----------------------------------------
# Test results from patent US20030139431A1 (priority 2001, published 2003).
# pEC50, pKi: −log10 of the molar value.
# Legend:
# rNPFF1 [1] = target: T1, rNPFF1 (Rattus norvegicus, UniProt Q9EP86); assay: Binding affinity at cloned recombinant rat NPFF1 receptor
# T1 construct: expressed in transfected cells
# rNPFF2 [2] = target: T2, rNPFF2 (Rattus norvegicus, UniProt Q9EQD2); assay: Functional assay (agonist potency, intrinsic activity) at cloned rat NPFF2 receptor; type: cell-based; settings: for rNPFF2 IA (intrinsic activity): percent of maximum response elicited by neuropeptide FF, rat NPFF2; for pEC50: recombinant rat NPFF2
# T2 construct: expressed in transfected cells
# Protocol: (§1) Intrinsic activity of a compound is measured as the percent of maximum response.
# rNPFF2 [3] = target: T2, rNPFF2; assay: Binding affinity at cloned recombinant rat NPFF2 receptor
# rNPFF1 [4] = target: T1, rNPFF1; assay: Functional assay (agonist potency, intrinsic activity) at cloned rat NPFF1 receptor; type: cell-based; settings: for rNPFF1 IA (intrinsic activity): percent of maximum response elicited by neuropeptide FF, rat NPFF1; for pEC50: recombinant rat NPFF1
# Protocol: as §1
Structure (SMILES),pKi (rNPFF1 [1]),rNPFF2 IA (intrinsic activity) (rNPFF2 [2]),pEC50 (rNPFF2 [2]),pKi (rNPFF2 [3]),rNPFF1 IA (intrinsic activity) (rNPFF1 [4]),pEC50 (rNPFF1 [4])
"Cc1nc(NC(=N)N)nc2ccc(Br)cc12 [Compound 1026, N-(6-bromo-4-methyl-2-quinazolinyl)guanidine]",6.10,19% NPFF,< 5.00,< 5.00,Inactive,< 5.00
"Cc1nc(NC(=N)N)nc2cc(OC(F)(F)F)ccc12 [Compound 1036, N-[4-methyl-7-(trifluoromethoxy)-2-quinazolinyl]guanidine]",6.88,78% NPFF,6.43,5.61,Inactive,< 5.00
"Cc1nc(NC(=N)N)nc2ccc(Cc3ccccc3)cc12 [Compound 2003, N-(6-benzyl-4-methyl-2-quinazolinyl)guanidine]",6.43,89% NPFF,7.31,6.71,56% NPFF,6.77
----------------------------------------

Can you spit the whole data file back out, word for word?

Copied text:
# Test results from patent US20030139431A1 (priority 2001, published 2003).
# pEC50, pKi: −log10 of the molar value.
# Legend:
# rNPFF1 [1] = target: T1, rNPFF1 (Rattus norvegicus, UniProt Q9EP86); assay: Binding affinity at cloned recombinant rat NPFF1 receptor
# T1 construct: expressed in transfected cells
# rNPFF2 [2] = target: T2, rNPFF2 (Rattus norvegicus, UniProt Q9EQD2); assay: Functional assay (agonist potency, intrinsic activity) at cloned rat NPFF2 receptor; type: cell-based; settings: for rNPFF2 IA (intrinsic activity): percent of maximum response elicited by neuropeptide FF, rat NPFF2; for pEC50: recombinant rat NPFF2
# T2 construct: expressed in transfected cells
# Protocol: (§1) Intrinsic activity of a compound is measured as the percent of maximum response.
# rNPFF2 [3] = target: T2, rNPFF2; assay: Binding affinity at cloned recombinant rat NPFF2 receptor
# rNPFF1 [4] = target: T1, rNPFF1; assay: Functional assay (agonist potency, intrinsic activity) at cloned rat NPFF1 receptor; type: cell-based; settings: for rNPFF1 IA (intrinsic activity): percent of maximum response elicited by neuropeptide FF, rat NPFF1; for pEC50: recombinant rat NPFF1
# Protocol: as §1
Structure (SMILES),pKi (rNPFF1 [1]),rNPFF2 IA (intrinsic activity) (rNPFF2 [2]),pEC50 (rNPFF2 [2]),pKi (rNPFF2 [3]),rNPFF1 IA (intrinsic activity) (rNPFF1 [4]),pEC50 (rNPFF1 [4])
"Cc1nc(NC(=N)N)nc2ccc(Br)cc12 [Compound 1026, N-(6-bromo-4-methyl-2-quinazolinyl)guanidine]",6.10,19% NPFF,< 5.00,< 5.00,Inactive,< 5.00
"Cc1nc(NC(=N)N)nc2cc(OC(F)(F)F)ccc12 [Compound 1036, N-[4-methyl-7-(trifluoromethoxy)-2-quinazolinyl]guanidine]",6.88,78% NPFF,6.43,5.61,Inactive,< 5.00
"Cc1nc(NC(=N)N)nc2ccc(Cc3ccccc3)cc12 [Compound 2003, N-(6-benzyl-4-methyl-2-quinazolinyl)guanidine]",6.43,89% NPFF,7.31,6.71,56% NPFF,6.77